Some information on registration restrictions:
Some advanced Psychology courses will have restrictions lifted today (April 17). Others will be restricted to Psychology majors who are seniors, juniors, and sophomores until April 24. (If you are a Psychology freshman, you shouldn’t be registering for an advanced-level Psychology course!)
Information on restricted courses in selected majors:
Many other departments have restrictions on their courses. Sometimes, this information is viewable in Class Schedule under “Section Info.” You can also contact the department offering the course to find out when restrictions might be lifted.
Looking for a second 8-week course?
Educational Psychology 203: Social Issues Group Dialogues
1 credit hour
Provides students with opportunities to converse on specific diversity and social justice topic areas offered as separate sections under the course heading. Each section uses a structured dialogue format to explore intergroup and intragroup differences and similarities within historical and contemporary contexts. Specific focus will be on participants sharing their experiences and perspectives related to the specific dialogue topic. The dialogue format uses active learning exercises in addition to weekly readings, journal assignments, and topic based dialogues.
May be repeated in the same term to a maximum of 2 hours. May be repeated in separate terms to a maximum of 6 hours.
Open sections include:
CRN 50841, Monday 3-4:50, Being White in a Multicultural Society A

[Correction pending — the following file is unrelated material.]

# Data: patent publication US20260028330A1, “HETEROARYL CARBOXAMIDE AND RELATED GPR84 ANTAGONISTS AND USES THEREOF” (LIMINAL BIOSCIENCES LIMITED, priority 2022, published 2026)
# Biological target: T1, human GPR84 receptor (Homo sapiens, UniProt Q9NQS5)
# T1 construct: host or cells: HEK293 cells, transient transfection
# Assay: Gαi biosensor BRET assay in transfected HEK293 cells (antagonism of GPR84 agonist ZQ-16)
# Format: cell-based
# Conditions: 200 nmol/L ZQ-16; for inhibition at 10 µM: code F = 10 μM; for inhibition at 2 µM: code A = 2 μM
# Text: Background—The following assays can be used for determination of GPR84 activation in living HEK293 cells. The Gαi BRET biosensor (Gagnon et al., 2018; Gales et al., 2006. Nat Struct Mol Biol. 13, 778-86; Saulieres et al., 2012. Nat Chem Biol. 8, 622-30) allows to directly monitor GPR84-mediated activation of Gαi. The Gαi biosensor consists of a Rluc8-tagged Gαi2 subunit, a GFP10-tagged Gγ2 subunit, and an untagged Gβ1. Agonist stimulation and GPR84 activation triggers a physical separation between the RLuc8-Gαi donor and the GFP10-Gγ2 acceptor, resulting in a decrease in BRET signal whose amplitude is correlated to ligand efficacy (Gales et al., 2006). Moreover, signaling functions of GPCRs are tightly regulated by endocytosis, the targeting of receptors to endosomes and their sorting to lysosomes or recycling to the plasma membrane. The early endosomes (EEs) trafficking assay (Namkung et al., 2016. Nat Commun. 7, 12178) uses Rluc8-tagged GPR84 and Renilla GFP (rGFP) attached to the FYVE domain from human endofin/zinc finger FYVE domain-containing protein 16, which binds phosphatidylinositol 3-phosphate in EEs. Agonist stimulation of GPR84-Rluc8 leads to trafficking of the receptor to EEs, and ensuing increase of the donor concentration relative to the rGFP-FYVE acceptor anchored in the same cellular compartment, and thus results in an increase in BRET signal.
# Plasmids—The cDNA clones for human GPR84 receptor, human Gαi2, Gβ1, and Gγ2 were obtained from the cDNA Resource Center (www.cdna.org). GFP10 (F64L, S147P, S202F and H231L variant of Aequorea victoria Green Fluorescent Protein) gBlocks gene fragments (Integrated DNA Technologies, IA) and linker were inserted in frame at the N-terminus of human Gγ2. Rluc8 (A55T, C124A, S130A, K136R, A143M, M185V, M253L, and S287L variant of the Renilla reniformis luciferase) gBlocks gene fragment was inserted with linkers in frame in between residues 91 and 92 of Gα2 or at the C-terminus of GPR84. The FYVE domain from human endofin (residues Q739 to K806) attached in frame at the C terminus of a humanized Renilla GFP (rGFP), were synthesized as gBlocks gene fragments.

CRN 58702, Tuesday 5-6:50, Being White in a Multicultural Society B
CRN 58703, Monday 5-6:50, Exploring Disability
CRN 50833, Tuesday 3-4:50, Exploring Gender: Cisgender & Transgender
CRN 50837, Tuesday 3-4:50, Exploring Social Class
CRN 51958, Wednesday 3-4:50, US/International: A Global Dialogue
Note: EPSY courses do not count as PSYC hours unless the course is cross-listed. EPSY 203 is not a cross-listed course.
Just a reminder that FRIDAY, MARCH 10 is the last day to
(a) drop a full-semester (POT 1) course,
(b) elect CR/NC or change CR/NC in a full-semester (POT 1) course to a letter-grade,
(c) opt to use Campus Grade Replacement for a full-semester (POT 1) course.
You can drop courses in Enterprise until 11:59 PM on that day. After that, you will not be able to drop a full-semester course without a “W.” To seek a late-drop (drop with a “W”), you will need to meet with a dean or advisor in the Student Academic Affairs Office, 2002 Lincoln Hall and complete a petition to late-drop the course.
Both CR/NC and Grade Replacement forms need to be filled out in hard copy and turned in at 2002 Lincoln Hall by 4:40 PM on Friday, March 10.
Please see me if you are planning to drop or use CR/NC or grade replacement in a course. I will have drop-ins that Friday afternoon for any last-minute deciders!
Grade Replacement form
Stereotypes, Prejudice, and Discrimination
11:00 – 11:50 MWF
*counts for Social/Behavioral Science General Education credit*
*taught by Chadly Stern, Assistant Professor of Psychology*
*small class size (25 students), with opportunities to tour labs and design experiments*